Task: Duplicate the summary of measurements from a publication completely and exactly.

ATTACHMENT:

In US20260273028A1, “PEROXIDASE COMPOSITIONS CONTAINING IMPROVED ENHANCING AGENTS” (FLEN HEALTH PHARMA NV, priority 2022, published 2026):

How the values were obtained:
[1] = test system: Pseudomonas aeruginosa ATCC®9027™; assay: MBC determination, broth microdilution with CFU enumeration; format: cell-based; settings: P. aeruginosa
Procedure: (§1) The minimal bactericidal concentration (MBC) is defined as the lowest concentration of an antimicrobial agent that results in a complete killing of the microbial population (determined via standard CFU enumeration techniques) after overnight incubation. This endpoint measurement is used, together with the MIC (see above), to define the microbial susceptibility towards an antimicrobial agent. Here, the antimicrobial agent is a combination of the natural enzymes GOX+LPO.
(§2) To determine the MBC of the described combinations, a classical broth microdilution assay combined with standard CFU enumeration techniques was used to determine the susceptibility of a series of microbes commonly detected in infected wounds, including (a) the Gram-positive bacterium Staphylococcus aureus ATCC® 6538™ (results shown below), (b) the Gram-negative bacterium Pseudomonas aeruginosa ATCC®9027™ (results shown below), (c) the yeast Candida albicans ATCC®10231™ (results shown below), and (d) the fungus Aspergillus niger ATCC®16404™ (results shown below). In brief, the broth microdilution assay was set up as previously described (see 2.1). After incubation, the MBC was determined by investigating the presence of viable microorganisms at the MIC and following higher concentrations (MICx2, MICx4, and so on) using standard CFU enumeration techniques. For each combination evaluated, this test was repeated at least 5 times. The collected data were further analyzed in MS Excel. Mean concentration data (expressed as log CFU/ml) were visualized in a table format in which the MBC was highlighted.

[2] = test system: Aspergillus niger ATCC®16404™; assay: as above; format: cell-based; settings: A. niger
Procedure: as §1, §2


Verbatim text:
In US20260273028A1, “PEROXIDASE COMPOSITIONS CONTAINING IMPROVED ENHANCING AGENTS” (FLEN HEALTH PHARMA NV, priority 2022, published 2026):

How the values were obtained:
[1] = test system: Pseudomonas aeruginosa ATCC®9027™; assay: MBC determination, broth microdilution with CFU enumeration; format: cell-based; settings: P. aeruginosa
Procedure: (§1) The minimal bactericidal concentration (MBC) is defined as the lowest concentration of an antimicrobial agent that results in a complete killing of the microbial population (determined via standard CFU enumeration techniques) after overnight incubation. This endpoint measurement is used, together with the MIC (see above), to define the microbial susceptibility towards an antimicrobial agent. Here, the antimicrobial agent is a combination of the natural enzymes GOX+LPO.
(§2) To determine the MBC of the described combinations, a classical broth microdilution assay combined with standard CFU enumeration techniques was used to determine the susceptibility of a series of microbes commonly detected in infected wounds, including (a) the Gram-positive bacterium Staphylococcus aureus ATCC® 6538™ (results shown below), (b) the Gram-negative bacterium Pseudomonas aeruginosa ATCC®9027™ (results shown below), (c) the yeast Candida albicans ATCC®10231™ (results shown below), and (d) the fungus Aspergillus niger ATCC®16404™ (results shown below). In brief, the broth microdilution assay was set up as previously described (see 2.1). After incubation, the MBC was determined by investigating the presence of viable microorganisms at the MIC and following higher concentrations (MICx2, MICx4, and so on) using standard CFU enumeration techniques. For each combination evaluated, this test was repeated at least 5 times. The collected data were further analyzed in MS Excel. Mean concentration data (expressed as log CFU/ml) were visualized in a table format in which the MBC was highlighted.

[2] = test system: Aspergillus niger ATCC®16404™; assay: as above; format: cell-based; settings: A. niger
Procedure: as §1, §2